Painters Tips, Volume 3

 

A painter’s journey in part involves a never ending quest of new knowledge.  This can involve everything from studying existing paintings, to attending workshops, reading, and much more. 

 

If you’re an artist who wishes to paint more and develop your ability, it would be well to start with a dedicated painting space – your studio.  No matter how small, having such a space lends a freedom of movement, from your non-art world into your creative world, on a level of magnitude that nothing else can come close to matching.  You’ll find yourself painting more, thinking about painting more, and creating better works. 

The studio can range from a simple small corner of a room, to an elaborate studio space complete with north light, and high ceilings.  The good news is, an artists creativity is not dependent on which end of this range is possible!  Many great artists have had nothing but a studio apartment in which they lived and created - all in one or 2 rooms.   The important thing here is to have an actual place where one can paint.  A place where your easel is always in place with a palette and paints close at hand.  Anyplace in a home can be converted into a studio space.  An unused bedroom, a nook that isn’t used much, a corner of the living room, etc..   If the lighting isn’t good, block the windows with dark curtains or fabric, and create your own lighting.  Simply put daylight corrected bulbs in the light fixtures to light the area you are painting in.  Daylight bulbs can closely mimic north light and give you flexibility to paint in the same light day or night.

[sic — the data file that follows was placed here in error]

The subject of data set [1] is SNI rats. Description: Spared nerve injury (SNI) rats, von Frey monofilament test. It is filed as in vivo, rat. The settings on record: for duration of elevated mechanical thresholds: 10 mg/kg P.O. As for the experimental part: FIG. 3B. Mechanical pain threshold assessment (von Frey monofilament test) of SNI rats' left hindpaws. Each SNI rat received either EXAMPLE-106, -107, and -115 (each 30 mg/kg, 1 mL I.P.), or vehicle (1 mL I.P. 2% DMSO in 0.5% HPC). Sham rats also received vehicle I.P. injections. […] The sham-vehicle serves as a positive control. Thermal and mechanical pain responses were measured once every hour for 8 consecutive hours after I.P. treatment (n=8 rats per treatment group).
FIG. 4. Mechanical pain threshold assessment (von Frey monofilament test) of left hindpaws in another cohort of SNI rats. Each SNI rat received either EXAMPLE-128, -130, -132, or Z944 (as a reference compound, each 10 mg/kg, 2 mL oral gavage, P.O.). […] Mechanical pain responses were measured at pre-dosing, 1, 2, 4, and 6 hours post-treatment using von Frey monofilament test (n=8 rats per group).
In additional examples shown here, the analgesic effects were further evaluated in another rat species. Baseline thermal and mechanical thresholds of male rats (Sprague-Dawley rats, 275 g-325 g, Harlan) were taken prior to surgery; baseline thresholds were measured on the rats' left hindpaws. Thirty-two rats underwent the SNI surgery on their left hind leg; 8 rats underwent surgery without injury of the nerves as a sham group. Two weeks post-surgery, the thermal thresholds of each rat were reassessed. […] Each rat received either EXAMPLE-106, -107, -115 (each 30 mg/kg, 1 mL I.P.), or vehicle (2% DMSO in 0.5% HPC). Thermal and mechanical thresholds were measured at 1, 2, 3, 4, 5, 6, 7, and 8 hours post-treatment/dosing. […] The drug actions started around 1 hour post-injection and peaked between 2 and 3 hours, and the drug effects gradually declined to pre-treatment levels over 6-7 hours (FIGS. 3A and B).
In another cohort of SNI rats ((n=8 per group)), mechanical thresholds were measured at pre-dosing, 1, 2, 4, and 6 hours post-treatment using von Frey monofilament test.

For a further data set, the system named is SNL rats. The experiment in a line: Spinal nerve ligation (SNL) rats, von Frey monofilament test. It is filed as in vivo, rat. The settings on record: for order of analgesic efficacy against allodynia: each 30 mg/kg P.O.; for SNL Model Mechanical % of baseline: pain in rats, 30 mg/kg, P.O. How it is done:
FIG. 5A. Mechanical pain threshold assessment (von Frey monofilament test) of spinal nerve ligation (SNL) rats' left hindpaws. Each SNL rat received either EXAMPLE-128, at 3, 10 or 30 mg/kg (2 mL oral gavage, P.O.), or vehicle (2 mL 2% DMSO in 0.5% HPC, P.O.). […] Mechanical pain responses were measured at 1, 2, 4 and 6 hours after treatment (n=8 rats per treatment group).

The good news is a studio space is within reach for just about everyone.  It may take applying a little of your creativity to make it happen, but once in place you’ll find it well worth it. 


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